Agency Worker Regulations (AWR)
How it works:
Agency worker Regulations (AWR) legislation came in to force in 2011. The aim of the legislation is to give agency workers (contractors working through an umbrella company) equal treatment, in terms of pay and conditions, with permanent staff.
AWR only applies to temporary agency workers on a temporary contract working through an employment business at a hirer's site. The legislation impacts PAYE temporary workers, those contractors working through umbrella companies and those working through personal service companies that are not considered to be genuinely in business on their own account.
After 12 weeks agency workers’ relevant terms and conditions of employment must be no less favourable than they would have been if hired direct to do the same job.
The regulations apply to working time, holidays and some types of pay.
They do NOT cover areas such as sick leave, maternity/paternity pay, redundancy and non-performance related bonuses
What you need to know
IR35 was introduced to put an end to tax and National Insurance Contributions (NICs) avoidance through the use of intermediaries. The legislation aims to ensure that a fair level tax and NICs are paid if the relationship between a contractor and a company would be considered as one of employment if it were not for the use of an intermediary.
IR35 will not need to be considered if you can prove that you are self-employed.
From April 6th, 2020, it is the responsibility of the end-client to assess the employment status of the contractor (insider or outside IR35).
If it’s determined the contract is inside IR35, Sphere Digital Recruitment will help you work through one of our approved umbrella companies. PAYE deductions including income tax and NICs will be made from your agreed pay rate and this will affect your take-home pay.
f it’s determined the contract is outside IR35, Sphere Digital Recruitment will pay your limited company the agreed rate without PAYE deductions.
There are exceptions to these regulations - for a list of FAQs, click here.
At Sphere, we are experienced with IR35 and have people on hand to give advice on this area. Feel free to contact us if you have questions via email@example.com
VAT and Contractors
In most cases it makes sense to register for VAT if you have registered your own limited company. It is compulsory to do so if your company’s gross income exceeds £82,000 over any 12-month period.
There are both cash and profit advantages for registering for VAT.
- You get paid with VAT included and will only have to pay this to HMRC at the end of the period
- You can claim back VAT on purchases
- You may qualify for a flat rate scheme
The Flat Rate scheme means that you agree to pay HMRC a proportion of the VAT that you receive from sales. This only applies if annual gross income is less than £150,000 and has the advantage of reducing the time spent on administration and can result in a surplus. However, you cannot reclaim VAT on purchases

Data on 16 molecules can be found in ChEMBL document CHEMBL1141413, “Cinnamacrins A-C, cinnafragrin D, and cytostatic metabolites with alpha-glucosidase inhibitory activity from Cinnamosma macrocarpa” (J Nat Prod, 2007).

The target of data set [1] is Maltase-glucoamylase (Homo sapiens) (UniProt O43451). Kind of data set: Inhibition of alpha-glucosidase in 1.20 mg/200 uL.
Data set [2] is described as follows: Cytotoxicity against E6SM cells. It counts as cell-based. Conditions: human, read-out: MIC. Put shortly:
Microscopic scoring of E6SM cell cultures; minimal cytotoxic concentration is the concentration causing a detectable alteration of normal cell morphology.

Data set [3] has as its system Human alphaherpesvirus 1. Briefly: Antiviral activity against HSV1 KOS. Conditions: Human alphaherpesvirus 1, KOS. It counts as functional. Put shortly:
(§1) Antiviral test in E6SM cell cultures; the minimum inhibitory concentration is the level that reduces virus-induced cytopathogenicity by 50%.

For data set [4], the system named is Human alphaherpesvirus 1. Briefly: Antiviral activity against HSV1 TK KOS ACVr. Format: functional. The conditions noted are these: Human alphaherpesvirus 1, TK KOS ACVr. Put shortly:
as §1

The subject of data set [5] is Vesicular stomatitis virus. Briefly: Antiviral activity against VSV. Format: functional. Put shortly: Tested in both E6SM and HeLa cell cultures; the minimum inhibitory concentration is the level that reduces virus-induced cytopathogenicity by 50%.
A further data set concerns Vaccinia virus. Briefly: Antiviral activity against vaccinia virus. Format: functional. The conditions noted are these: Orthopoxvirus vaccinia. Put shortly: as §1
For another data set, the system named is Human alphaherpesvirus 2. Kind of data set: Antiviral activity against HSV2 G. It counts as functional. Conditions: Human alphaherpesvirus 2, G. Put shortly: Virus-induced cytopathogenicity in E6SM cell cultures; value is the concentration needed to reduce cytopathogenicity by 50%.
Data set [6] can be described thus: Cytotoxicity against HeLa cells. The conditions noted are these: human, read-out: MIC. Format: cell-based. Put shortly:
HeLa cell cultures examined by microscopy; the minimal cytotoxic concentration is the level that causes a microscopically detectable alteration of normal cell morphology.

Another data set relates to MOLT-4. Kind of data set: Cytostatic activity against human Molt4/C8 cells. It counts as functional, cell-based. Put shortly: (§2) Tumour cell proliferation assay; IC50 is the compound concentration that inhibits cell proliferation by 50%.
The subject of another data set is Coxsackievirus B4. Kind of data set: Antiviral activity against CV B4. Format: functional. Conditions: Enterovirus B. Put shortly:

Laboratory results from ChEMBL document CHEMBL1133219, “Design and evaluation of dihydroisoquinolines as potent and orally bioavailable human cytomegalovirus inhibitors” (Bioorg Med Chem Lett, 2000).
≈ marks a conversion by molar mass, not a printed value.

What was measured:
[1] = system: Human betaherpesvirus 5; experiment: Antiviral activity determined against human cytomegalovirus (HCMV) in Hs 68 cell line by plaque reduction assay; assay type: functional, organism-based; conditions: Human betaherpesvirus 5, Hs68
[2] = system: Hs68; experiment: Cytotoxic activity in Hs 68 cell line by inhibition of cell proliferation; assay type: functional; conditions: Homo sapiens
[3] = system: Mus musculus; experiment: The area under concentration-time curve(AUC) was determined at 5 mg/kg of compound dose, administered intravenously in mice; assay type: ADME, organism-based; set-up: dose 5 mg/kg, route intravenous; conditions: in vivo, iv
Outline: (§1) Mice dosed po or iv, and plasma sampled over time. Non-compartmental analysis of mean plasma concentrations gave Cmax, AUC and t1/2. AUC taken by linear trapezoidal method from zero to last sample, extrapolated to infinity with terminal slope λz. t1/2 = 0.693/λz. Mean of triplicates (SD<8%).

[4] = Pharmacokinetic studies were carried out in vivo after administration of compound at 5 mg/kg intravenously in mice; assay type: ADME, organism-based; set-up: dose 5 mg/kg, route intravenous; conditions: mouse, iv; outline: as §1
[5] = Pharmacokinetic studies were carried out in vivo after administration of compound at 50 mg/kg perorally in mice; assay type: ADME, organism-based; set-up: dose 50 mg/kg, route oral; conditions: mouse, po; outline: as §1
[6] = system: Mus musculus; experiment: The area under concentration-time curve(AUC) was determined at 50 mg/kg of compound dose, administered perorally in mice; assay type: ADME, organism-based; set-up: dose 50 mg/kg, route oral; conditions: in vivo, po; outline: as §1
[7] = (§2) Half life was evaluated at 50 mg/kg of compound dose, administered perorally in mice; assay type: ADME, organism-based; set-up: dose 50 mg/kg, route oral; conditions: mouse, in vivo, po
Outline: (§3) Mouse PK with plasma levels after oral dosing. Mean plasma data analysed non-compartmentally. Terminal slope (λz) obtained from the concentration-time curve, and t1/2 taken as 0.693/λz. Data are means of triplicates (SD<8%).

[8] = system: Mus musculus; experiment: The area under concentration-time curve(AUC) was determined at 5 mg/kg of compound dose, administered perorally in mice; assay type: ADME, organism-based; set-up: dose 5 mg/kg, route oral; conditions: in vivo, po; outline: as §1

- Some business, such as banks and charities, will not be VAT registered and as such will not be able to claim VAT on purchases. However, you could set up a second non-VAT company that only works with non-VAT businesses.
- Being VAT registered means filing returns and remaining compliant in case of inspection. There are many accountants that will provide services for this.
Insurance for contractors
Insurance is very important for contractors. As well as providing peace of mind, insurance also provides further evidence to remain outside of IR35 and it can often be a contractual obligation with clients. There are 3 main types of Insurance for contractors.
- Employers Liability Insurance
- Public Liability Insurance
- Professional Indemnity Insurance
Employers liability insurance
This covers claims made against you by employees or subcontractors. Clearly the likelihood of a claim being made is very small. However, if you have more than one employee it is a legal requirement and many clients will insist on you having this. The minimum level of cover is £5m but typically insurers will start at £10m.
Public liability insurance
This covers all costs relating to damage or injury sustained by third parties. For instance, if you damaged your clients’ equipment or if you were liable for injuring or damaging a third party. This will cover all legal costs and damages if you are liable.
Professional indemnity insurance
This protects you against any claims resulting from a problem with your work or professional advice. For instance, this would cover legal costs and damages resulting from a negligence claim.
Typically, insurers will provide all 3 types of cover for less than £300 a year. Just search any good comparison website.
You may also wish to cover yourself against business interruption, jury service, income protection and office contents.
If you have any questions on insurance for contractors please contact us at Sphere.
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